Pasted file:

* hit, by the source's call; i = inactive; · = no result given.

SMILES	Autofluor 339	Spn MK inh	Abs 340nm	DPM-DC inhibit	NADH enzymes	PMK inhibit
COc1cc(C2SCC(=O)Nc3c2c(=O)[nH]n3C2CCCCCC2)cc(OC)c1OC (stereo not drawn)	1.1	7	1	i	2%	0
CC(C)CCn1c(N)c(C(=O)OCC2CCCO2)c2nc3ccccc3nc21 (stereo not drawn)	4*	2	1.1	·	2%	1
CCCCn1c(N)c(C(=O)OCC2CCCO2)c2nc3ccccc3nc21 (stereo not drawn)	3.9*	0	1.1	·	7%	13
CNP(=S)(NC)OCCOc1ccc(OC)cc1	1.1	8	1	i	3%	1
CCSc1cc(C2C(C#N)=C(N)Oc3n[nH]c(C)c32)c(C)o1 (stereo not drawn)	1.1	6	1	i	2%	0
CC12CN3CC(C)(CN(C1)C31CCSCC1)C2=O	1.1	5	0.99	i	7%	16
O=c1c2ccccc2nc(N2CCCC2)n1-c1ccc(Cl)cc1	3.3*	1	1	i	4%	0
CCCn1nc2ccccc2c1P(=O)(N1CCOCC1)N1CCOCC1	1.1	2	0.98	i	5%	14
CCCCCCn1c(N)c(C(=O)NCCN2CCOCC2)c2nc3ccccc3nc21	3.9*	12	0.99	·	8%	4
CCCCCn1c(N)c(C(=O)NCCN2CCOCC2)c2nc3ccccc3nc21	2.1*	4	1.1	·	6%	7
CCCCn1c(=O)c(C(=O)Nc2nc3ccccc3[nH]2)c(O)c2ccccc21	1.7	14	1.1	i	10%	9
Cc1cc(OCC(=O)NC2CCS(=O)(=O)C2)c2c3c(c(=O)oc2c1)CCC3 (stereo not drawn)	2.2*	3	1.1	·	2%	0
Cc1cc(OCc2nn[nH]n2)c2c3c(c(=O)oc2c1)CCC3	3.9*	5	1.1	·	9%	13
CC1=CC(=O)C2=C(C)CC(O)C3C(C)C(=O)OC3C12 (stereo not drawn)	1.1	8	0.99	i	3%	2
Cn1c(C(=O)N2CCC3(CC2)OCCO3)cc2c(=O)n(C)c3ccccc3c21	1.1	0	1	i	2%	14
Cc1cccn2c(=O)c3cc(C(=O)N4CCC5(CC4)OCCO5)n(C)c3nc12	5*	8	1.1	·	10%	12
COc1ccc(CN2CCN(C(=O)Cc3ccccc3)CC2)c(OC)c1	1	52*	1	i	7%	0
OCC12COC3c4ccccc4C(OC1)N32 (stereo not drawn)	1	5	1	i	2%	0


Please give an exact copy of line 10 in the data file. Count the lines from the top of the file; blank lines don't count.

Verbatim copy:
CCCn1nc2ccccc2c1P(=O)(N1CCOCC1)N1CCOCC1	1.1	2	0.98	i	5%	14